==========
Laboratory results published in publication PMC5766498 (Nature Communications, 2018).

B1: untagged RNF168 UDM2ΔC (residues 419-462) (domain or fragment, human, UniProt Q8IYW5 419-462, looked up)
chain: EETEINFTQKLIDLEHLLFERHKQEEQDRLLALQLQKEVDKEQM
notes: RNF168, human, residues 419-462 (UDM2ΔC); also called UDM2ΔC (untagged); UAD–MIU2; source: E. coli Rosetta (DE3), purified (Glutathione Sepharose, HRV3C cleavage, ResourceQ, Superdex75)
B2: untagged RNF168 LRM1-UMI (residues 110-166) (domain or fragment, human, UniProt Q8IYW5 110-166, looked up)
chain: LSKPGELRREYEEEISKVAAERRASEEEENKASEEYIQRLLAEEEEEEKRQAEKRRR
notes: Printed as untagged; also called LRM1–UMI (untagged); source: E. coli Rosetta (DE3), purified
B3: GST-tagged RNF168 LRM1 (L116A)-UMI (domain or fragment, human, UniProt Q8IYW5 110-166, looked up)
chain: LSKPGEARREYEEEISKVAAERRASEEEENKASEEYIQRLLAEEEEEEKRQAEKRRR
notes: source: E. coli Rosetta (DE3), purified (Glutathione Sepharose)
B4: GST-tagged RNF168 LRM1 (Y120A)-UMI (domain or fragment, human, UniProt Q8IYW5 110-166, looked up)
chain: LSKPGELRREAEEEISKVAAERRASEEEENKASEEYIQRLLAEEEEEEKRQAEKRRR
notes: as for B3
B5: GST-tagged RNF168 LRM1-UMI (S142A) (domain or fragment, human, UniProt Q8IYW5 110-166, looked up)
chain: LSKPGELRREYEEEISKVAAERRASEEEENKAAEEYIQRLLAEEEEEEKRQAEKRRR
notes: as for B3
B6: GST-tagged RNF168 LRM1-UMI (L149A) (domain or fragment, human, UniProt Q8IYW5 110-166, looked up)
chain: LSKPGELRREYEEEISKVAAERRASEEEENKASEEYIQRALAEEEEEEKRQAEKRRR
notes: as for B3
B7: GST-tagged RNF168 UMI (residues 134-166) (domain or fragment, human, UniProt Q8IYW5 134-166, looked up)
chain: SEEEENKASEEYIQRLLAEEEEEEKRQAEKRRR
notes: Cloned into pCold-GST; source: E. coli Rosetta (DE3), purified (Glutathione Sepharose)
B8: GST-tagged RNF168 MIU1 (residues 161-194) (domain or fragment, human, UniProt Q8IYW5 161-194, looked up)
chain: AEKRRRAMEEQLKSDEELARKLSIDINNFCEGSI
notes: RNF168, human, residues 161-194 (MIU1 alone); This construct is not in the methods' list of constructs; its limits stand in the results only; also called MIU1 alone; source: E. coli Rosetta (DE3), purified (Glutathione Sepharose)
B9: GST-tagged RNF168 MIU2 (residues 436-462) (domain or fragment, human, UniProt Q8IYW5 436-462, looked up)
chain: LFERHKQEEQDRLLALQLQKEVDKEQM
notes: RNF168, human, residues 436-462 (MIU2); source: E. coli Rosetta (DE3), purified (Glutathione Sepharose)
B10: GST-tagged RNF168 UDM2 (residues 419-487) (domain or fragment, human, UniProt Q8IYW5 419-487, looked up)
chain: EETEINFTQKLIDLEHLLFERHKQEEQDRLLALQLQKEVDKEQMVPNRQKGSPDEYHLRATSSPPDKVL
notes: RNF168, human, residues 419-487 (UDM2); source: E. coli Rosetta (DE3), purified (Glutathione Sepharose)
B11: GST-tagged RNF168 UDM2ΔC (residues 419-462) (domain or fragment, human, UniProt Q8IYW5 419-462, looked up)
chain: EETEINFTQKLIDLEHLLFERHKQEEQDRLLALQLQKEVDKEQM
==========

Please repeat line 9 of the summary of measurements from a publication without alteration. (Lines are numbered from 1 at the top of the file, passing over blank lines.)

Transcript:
chain: LSKPGEARREYEEEISKVAAERRASEEEENKASEEYIQRLLAEEEEEEKRQAEKRRR